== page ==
A Facelift in the Fridge
Foods rich in antioxidants help to combat chronic diseases such as heart disease, cancer and diabetes — and they’re also good for your skin.
In fact, dermatologist and best selling author Dr. Nicholas Perricone says you can actually find a facelift “in the fridge.”
“The right diet certainly decreases your risk of all age-related disease such as heart disease, cancer and diabetes, but it can also make a great difference in the skin very rapidly,” he told CNN.
Foods that contain a high amount of antioxidants ease an ongoing bodily process called intracellular inflammation. “Because of the inflammation, the cell doesn’t function correctly. It doesn’t produce enough energy, you can’t expel waste, and you can’t get in nutrients properly,” said Perricone.
The long-term effects of cellular inflammation can be seen in the brain with premature senility and in the arteries with arteriosclerosis. And in the skin, it’s sagging and wrinkling, according to Perricone.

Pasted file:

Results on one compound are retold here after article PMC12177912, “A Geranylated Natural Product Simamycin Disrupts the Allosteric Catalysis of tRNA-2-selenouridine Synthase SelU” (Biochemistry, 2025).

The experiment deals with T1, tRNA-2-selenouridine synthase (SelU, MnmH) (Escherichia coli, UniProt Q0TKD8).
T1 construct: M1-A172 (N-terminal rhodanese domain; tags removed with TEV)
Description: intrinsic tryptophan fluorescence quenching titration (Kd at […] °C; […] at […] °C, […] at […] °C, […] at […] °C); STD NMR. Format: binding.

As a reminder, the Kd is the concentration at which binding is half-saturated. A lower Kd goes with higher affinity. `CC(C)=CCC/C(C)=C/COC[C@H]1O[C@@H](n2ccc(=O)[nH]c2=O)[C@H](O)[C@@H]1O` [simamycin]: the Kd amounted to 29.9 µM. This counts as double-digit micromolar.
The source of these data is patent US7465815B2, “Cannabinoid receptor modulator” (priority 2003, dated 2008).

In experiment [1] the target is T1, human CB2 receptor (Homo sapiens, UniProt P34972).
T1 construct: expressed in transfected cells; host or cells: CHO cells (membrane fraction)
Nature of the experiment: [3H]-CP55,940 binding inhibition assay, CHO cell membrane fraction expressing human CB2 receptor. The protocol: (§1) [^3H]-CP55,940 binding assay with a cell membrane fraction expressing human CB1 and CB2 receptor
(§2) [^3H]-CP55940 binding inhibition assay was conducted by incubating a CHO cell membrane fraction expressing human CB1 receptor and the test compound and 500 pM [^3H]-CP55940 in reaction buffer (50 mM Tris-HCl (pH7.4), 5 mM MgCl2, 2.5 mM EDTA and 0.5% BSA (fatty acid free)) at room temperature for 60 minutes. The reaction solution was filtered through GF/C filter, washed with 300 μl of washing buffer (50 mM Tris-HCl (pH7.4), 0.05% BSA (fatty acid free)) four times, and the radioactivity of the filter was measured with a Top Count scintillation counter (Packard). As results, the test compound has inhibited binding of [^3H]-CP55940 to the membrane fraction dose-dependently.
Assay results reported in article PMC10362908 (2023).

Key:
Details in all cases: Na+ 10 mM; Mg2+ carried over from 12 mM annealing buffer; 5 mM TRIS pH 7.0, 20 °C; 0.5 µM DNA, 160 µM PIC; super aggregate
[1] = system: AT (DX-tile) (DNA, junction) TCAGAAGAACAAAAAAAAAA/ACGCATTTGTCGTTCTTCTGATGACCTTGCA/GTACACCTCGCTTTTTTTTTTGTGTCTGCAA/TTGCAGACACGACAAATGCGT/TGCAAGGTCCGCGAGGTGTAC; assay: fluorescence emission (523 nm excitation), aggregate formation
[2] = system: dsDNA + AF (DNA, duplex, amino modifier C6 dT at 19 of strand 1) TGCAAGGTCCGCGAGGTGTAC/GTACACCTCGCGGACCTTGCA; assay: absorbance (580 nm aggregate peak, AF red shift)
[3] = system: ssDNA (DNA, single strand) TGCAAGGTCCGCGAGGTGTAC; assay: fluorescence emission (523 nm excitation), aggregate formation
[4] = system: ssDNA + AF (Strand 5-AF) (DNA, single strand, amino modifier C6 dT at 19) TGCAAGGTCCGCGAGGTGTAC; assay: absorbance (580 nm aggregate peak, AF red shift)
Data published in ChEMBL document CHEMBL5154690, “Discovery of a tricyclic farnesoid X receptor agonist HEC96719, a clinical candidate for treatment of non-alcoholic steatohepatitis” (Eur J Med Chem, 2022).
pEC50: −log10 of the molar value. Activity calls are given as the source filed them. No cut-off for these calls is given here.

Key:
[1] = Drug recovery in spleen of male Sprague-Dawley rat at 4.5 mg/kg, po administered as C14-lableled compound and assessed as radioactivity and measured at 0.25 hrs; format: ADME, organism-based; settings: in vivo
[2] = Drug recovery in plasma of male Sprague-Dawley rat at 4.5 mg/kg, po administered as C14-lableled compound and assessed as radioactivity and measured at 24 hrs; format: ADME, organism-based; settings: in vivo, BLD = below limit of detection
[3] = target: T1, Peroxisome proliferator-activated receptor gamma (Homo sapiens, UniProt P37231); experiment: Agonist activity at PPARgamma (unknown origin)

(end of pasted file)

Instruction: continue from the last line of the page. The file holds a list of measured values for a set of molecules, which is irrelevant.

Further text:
Skin-friendly foods include all types of berries, brightly coloured fruits and vegetables and cold-water fish such as wild salmon. Good fats such as olive oil and avocado should also be included in your diet.
Food for thought
‘You are what you eat’ also applies to brain health. According to Dr. Eric Braverman, author of Younger You: Unlock the Hidden Power of Your Brain to Look and Feel 15 Years Younger, eating the right food can go a long way in reversing the brain’s aging.
The brain’s natural preservative is the neurotransmitter, acetylcholine, according to Braverman. And this is key to preventing age-related dementias.
“By adjusting the levels of acetylcholine through dietary supplements, natural compounds and a ‘rainbow diet’ of fruits, vegetables, whole grains and lean meats,” he says, many people could reverse their brain’s aging by as much as 15 years.
Other ways to boost your brain power:
• Hop on the mental treadmill. Engage in mental exercises such as crossword puzzles, reading, and playing musical instruments. Other brain challenges include making such simple changes as learning to eat with utensils using your left hand, if you are right-handed, or vice-versa if you are left-handed.